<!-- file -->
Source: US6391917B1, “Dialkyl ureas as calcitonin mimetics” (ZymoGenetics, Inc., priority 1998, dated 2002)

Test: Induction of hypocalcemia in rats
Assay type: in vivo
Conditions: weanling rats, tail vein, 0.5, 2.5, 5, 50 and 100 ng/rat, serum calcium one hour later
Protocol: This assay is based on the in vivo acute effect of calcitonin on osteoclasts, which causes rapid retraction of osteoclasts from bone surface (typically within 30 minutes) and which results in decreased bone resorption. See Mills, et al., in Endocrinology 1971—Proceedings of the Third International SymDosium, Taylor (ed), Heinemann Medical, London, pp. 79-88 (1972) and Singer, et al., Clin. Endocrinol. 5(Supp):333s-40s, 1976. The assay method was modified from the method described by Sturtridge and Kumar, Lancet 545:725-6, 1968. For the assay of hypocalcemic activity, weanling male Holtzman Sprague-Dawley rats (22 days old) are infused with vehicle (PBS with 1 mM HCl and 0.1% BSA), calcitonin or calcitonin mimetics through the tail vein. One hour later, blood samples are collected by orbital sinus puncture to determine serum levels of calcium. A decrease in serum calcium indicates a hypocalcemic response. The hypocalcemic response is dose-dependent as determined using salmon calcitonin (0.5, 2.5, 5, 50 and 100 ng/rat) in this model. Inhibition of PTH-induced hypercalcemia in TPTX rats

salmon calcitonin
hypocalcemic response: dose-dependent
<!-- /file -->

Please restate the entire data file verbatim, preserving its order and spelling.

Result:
Source: US6391917B1, “Dialkyl ureas as calcitonin mimetics” (ZymoGenetics, Inc., priority 1998, dated 2002)

Test: Induction of hypocalcemia in rats
Assay type: in vivo
Conditions: weanling rats, tail vein, 0.5, 2.5, 5, 50 and 100 ng/rat, serum calcium one hour later
Protocol: This assay is based on the in vivo acute effect of calcitonin on osteoclasts, which causes rapid retraction of osteoclasts from bone surface (typically within 30 minutes) and which results in decreased bone resorption. See Mills, et al., in Endocrinology 1971—Proceedings of the Third International SymDosium, Taylor (ed), Heinemann Medical, London, pp. 79-88 (1972) and Singer, et al., Clin. Endocrinol. 5(Supp):333s-40s, 1976. The assay method was modified from the method described by Sturtridge and Kumar, Lancet 545:725-6, 1968. For the assay of hypocalcemic activity, weanling male Holtzman Sprague-Dawley rats (22 days old) are infused with vehicle (PBS with 1 mM HCl and 0.1% BSA), calcitonin or calcitonin mimetics through the tail vein. One hour later, blood samples are collected by orbital sinus puncture to determine serum levels of calcium. A decrease in serum calcium indicates a hypocalcemic response. The hypocalcemic response is dose-dependent as determined using salmon calcitonin (0.5, 2.5, 5, 50 and 100 ng/rat) in this model. Inhibition of PTH-induced hypercalcemia in TPTX rats

salmon calcitonin
hypocalcemic response: dose-dependent